the research on Best Practices in Education. http://www.nea.org/tools/16870.htm.

Slavin, R.E. (1995). Cooprative learning: Theory, research, and practice (2nd ed.).
Boston: Allyn & Bacon.

(http://www.cusd.claremont.edu/edu/el/pdfs/Cooperative_learning_strategies.pdf)



This is best used with narrative material in grades 3-12. Each team member is responsible for learning a specific part of a topic. After meeting with members of other groups, who are the "expert" in the same part, the "experts" return to their own groups and present their findings. Team members then are quizzed on all topics.
(Example: Discussion of the stages of metamorphosis.)

Jigsaw II
Group Investigations
STAD (Student Teams-Achievement Divisions)
Three-minute review
These are simple cooperative learning structures that cover much content, builds team spirit, and incorporates writing. The roundtable has three steps to it. In the first step, the teacher poses a question that has multiple answers. Step two, the first student in each group writes one response on a paper and passes the paper counterclockwise to the next student. Finally, in step three, teams with the greatest number of correct responses gain some type of recognition. This type of cooperative learning can easily be used in the science classroom. For example, the students may be asked to write as many reptile names as they can. At the end the group with the most reptiles written down is rewarded.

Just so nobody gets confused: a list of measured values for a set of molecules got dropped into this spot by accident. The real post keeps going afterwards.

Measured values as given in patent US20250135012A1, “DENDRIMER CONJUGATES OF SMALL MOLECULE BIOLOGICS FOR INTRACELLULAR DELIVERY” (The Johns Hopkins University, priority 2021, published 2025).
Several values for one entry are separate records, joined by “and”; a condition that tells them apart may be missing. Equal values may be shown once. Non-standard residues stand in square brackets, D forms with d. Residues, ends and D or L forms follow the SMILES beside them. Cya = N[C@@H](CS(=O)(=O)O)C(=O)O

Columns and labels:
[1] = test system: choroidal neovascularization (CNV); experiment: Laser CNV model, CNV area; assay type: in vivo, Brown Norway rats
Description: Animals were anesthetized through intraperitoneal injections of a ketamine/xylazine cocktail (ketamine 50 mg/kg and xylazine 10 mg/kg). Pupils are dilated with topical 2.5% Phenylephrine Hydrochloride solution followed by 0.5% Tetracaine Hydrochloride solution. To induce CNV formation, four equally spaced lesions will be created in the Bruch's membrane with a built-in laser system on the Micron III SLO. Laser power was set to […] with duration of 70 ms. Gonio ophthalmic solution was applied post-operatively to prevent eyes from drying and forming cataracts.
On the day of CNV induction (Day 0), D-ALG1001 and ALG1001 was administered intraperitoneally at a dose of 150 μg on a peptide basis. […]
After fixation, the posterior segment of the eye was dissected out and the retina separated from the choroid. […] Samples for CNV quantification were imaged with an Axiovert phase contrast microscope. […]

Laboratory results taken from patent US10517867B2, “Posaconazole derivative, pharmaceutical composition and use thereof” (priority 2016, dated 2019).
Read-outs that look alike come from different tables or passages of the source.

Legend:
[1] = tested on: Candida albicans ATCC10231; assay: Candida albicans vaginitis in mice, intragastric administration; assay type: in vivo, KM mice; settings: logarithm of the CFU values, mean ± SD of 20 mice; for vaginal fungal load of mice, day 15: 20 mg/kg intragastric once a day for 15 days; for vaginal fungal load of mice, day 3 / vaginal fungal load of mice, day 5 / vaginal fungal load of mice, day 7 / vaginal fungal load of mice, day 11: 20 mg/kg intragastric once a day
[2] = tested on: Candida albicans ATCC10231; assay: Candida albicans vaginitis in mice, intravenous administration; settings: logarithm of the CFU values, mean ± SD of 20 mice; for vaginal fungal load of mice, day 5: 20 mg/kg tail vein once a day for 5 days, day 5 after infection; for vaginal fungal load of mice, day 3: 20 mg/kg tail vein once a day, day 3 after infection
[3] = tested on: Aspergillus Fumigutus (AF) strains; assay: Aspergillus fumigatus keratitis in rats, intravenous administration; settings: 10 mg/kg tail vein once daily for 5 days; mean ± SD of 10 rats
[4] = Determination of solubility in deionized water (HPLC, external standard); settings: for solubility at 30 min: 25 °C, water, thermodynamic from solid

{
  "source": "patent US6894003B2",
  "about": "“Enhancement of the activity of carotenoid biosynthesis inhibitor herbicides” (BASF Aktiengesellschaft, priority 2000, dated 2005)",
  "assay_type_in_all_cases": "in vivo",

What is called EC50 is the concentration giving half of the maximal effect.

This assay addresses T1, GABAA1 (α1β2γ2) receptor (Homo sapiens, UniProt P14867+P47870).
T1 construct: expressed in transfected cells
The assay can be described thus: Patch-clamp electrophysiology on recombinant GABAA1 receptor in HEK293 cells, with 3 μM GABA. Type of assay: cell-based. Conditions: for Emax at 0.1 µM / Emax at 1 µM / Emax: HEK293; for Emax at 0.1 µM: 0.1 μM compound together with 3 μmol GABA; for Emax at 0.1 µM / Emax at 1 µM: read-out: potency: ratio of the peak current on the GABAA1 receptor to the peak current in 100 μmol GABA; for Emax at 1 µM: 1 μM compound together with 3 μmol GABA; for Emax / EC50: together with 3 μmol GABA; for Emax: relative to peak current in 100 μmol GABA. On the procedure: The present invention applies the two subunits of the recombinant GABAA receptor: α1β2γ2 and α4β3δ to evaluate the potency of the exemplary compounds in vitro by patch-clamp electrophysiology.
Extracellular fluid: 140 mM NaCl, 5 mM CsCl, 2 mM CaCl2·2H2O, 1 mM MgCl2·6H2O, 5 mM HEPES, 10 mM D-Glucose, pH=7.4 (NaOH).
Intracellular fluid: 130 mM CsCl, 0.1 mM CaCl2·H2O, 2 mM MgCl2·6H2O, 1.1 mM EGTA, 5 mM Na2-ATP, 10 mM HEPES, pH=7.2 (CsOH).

(Example: A teacher displays a picture and asks what are
various food chains found within the ecosystem of the picture.